Anyone following my journey over the past year will know Kayla was born with a cleft palate (but not lip) Many people don’t quite understand what that means, and to be honest I struggled a bit at the beginning too! So I thought a blog would help :)
There are many different types of clefts and no two are the same. A baby can be born with a cleft lip, a cleft palate or both a cleft lip and cleft palate. Essentially what a cleft is, is a hole or gap in the area.
The following stats are taken from (http://www.cleft.ie/?page_id=25) The incidence of cleft lip and/or palate in Ireland is between 1 in 700 and 1 in 1,000 births. Incidence of cleft palate occuring alone is about 1 in 2000 births. More than 70% of babies with cleft lip also have cleft palate.
Parents who have a child born with a cleft, have a 5% chance of the next born also having a cleft (so a 1 in 20 chance). If a second child is born with a cleft, the likelihood increases further for any subsequent child.
The chances of a parent who was born with a cleft having a cleft baby is approximately 7 in 100. So Kayla will have roughly a 7% chance of having a baby with a cleft (of course if she chooses to be a parent but we would love lots of grandchildren!).
Types of Cleft Lip
Forme fruste unilateral cleft lip
A subtle cleft on one side of the upper lip, which may appear as a small indentation.
Incomplete unilateral cleft lip
A cleft on one side of the upper lip, which does not extend into the nose.
Complete unilateral cleft lip
A cleft on one side of the upper lip, which extends into the nose.
Incomplete bilateral cleft lip
Clefts on both sides of the upper lip, not extending to the nose.
Complete bilateral cleft lip
Clefts on both sides of the upper lip, extending into the nose.
Types of Cleft Palate
Incomplete cleft palate
A cleft in the back of the mouth in the soft palate.
Complete cleft palate
A cleft affecting the hard and soft parts of the palate. The mouth and nose cavities are exposed to each other.
Submucous cleft palate
A cleft involving the hard and/or soft palate, covered by the mucous membrane lining the roof of the mouth. May be difficult to visualize.
Kayla is linked in with the cleft team in Temple Street. They have been amazing. Big shout out to Jane the cleft nurse specialist who takes families under her wing and walks the journey with them. She gives us so much time to ask any questions we may have and checks in regularly to see how Kayla is doing.
In Ireland, the cleft teams grade the palate or lip cleft from 0-3. 0 being very mild and 3 the most sever. Kayla has a grade 3 cleft palate. She has a complete cleft palate, but instead of just being a gap or a hole Kayla is missing all of her palate (hard and soft)
Kayla also has a condition called Pierre Robin sequence (or syndrome) PRS for short. This is a condition in which babies are born with a smaller than normal lower jaw, a tongue that is small and bunched which often falls back in the throat, and difficulty breathing. It is present at birth but not always detected in pregnancy ultrasounds. Most babies with PRS have a U shaped cleft palate like Kayla. Again the team will grade PRS 0-3 and Kayla scored a 0, as luckily she does not have many issues with her airways. Kayla does well once she is on her side or raised. Another positive is that nature gave her a helping hand with a tight posterior and anterior tongue tie to hold her tongue in place, so her tongue does not flop back to block her airways (who would have thought it? A helpful tongue tie!!)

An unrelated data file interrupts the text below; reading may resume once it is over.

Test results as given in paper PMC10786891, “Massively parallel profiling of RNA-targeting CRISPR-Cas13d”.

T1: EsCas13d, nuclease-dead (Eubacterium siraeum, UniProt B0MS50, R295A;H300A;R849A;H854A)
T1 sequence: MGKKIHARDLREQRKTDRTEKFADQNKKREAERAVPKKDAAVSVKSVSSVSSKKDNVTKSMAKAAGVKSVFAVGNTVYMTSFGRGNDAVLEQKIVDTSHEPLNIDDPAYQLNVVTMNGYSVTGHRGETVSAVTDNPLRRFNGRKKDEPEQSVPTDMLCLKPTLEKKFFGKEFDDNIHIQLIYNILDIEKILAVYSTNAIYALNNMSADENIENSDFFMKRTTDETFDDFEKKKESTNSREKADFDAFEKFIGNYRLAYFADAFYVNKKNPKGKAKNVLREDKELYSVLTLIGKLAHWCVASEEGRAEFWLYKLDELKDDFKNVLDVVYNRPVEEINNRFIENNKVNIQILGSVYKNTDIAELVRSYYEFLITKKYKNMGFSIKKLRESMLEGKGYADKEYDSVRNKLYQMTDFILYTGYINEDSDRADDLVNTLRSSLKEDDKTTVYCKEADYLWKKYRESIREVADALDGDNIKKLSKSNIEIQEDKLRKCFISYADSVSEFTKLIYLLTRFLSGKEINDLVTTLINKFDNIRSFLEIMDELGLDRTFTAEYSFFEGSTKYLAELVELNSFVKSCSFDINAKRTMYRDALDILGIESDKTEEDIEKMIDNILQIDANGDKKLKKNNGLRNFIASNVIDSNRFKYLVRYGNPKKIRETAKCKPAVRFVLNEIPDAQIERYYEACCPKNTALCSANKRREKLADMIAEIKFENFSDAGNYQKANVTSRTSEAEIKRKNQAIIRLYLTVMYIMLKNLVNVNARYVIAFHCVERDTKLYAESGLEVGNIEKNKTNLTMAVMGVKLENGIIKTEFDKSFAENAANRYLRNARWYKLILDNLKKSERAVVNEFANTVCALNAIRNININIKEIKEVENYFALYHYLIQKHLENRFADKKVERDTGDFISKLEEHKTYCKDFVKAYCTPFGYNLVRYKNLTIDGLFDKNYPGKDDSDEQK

Other common issues in babies/children with PRS are problems with their eyes (Stickler Syndrome), problems with their inner ears and dental issues. Kayla will be under different teams for each and so far they have been wonderful.
Kayla will have her first surgery to create a soft palate when she is around 9 months. This will hopefully help with her speech development. She will most likely be 3 years old before her palate is completely closed but for now it seems the only long term issue she will have is a speech delay – which she will catch up on by the time she is 10 years or so. So while her first few years of life will be hard, with surgeries and hospital appointments it is something that won’t hold her back and she can put behind her!
I hope this blog helps to explain things a little? Please feel free to ask questions :)
Again thank you to everyone for the love and support since Kayla was born xx
If you or someone you know has a baby with a cleft or PRS these are helpful resources:
https://www.breastfeeding.ie/Resources/Publications/ The booklet I co created "Breastfeeding and Expressing for your preterm or sick baby" has lots of information on getting off to a good start, maintaining your milk supply, storing milk, skin to skin and more. It is available free to download or order. All Irish maternity units should have copies also.
The Australian Breastfeeding Association (ABA) has two booklets (both e-booklet -released during 2017 and hard copy) The cleft breastfeeding booklet: https://goo.gl/ZnoFqc has information about breastfeeding - and expressed breast milk feeding, lactation aids, type of feeding methods including - cup/spoon/supply lines/ bottles/teats. As well as some of the experiences surrounding feeding from families. The second booklet is all about expressing and storing breastmilk: https://goo.gl/ft7gDp.
cleft lip & palate association of ireland
Cleft Lip And Palate Association
Cleft Lip and Palate Breastfeeding Support Group